Posts Tagged ‘water’

Idaho: Expect a Lot of Logs in the Middle Fork Salmon Next Year


2007
10.03

By Zimo – Idaho Statesman Edition Date: 10/03/07 Forest fires burned along the Main Salmon and the Middle Fork of the Salmon in the Frank Church River of No Return Wilderness this summer, and whitewater rafters should see evidence of that when they start floating the rivers next May.

Whitewater boater Scott Elder saw the effects of the fires on a recent Middle Fork trip. “We just finished a lower Middle Fork of the Salmon River trip this past week and saw a fair amount of wood in the water,” Elder said this week.
“Some of it still smoking,” he said.
The U.S. Forest Service told Elder that there are over 100 trees in the water from Boundary Creek, the launch site on the river, down to Thomas Creek.
Boaters will probably see more mudslides and logjams next year.
“Just a word of warning for those boaters who are going to venture out there next May,” said Elder, “Be prepared for wood and possible portages.”

Fall kayaking Can Be a Rewarding Experience…


2007
09.10

…if you’re ready for the cold Idaho Statesman – Edition Date: 09/11/07 By Dr. Collins – Link to article is HERE

The days seem so short now, and there is frost up on the peaks in the Frank Church. Winter is coming on strong, and we all hope for a great snow year, both for the critters, the farmers and the skiers. For the kayakers, the season is still going strong.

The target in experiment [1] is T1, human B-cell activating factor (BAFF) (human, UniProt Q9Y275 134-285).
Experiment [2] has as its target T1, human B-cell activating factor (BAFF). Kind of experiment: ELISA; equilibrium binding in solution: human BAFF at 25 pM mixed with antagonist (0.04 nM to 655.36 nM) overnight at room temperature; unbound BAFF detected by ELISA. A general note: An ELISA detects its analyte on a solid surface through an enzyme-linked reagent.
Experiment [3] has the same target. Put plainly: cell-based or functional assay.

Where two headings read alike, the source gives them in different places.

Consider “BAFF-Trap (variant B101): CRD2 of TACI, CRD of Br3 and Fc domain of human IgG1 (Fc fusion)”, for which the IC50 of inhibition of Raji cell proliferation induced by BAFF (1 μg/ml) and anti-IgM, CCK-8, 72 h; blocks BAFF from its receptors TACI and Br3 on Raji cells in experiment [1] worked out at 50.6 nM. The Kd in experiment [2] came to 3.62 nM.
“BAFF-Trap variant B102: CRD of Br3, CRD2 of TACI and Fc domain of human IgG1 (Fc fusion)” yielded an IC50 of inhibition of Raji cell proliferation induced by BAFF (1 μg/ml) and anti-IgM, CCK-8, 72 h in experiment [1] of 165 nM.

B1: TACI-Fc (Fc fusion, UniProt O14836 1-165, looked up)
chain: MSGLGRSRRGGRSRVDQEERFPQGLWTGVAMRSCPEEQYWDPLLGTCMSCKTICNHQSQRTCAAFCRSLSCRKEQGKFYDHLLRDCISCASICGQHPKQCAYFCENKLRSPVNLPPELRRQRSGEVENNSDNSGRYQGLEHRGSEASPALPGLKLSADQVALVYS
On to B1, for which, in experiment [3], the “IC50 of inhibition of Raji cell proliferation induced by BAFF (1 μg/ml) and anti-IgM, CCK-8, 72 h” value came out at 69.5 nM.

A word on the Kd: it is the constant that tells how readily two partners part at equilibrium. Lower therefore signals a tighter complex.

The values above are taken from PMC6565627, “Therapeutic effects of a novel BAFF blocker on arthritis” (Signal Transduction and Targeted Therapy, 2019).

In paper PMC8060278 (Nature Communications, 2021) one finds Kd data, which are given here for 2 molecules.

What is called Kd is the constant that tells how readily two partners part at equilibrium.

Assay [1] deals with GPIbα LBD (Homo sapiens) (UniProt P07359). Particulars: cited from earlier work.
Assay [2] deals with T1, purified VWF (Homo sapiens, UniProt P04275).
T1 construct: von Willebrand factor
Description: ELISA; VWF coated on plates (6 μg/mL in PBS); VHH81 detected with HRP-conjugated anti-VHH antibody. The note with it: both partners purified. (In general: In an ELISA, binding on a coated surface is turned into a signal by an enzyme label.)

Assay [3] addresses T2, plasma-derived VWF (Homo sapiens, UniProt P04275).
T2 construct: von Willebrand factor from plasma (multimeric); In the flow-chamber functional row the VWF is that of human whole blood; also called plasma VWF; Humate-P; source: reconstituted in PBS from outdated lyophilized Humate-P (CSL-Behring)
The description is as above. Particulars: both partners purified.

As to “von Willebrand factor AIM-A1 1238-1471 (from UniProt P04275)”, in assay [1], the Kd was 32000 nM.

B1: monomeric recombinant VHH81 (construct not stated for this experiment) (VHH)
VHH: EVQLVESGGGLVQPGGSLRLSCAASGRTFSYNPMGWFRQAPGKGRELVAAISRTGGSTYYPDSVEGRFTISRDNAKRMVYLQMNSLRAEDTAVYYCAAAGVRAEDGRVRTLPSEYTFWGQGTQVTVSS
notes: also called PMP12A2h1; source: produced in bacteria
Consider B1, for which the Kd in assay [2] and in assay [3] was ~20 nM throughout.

Gone are the rafts full of screaming people, gone are the crowds at the put-ins, and gone are the lines at the favorite waves. What has not gone is the pure joy of seeing the river with a different face the fall face. It is a very pretty one indeed, but beware of the smile; there are still dangers out there.
In fact, most people think low water means safer water, and this is definitely not true. Low fall water means not only cold water but also bigger rocks and tighter runs. All those routes you used down various rapids just won’t work with low water, and new rapids surface that you may have never seen before. As an example, just below Mike’s Hole there is a rapid that is pretty much washed out all spring and summer, until now. If you stick to the left, that hole that sprang up just might give you a surprise. The message is clear: This is a new river at lower flows. Rocks pop up, logs become problems, and even things like cars in the river start to surface!
After adjusting to the low water changes in the river, you also need to consider your own preparation and how to prepare your boat. It is definitely a team effort out there. For starters, the main Payette will soon be about 50 degrees. Not freezing, but not warm either. Spending several hours in 50-degree water will definitely chill you out, so you need to dress appropriately.
Start on the skin level. The first layer should be a non-cotton, sweat-transfer layer like polypro. Even though you are mainly concerned with the cold, you need to have a way to get rid of skin moisture and sweat in order to stay warm. Next, a thicker synthetic fleece vest or shirt will help keep the warmth you generate in and the chill from the water out. For the outer layer, either a paddling jacket with a tight neck and arm closure is the ticket. Gaskets on a dry top work great, of course, as does a dry suit.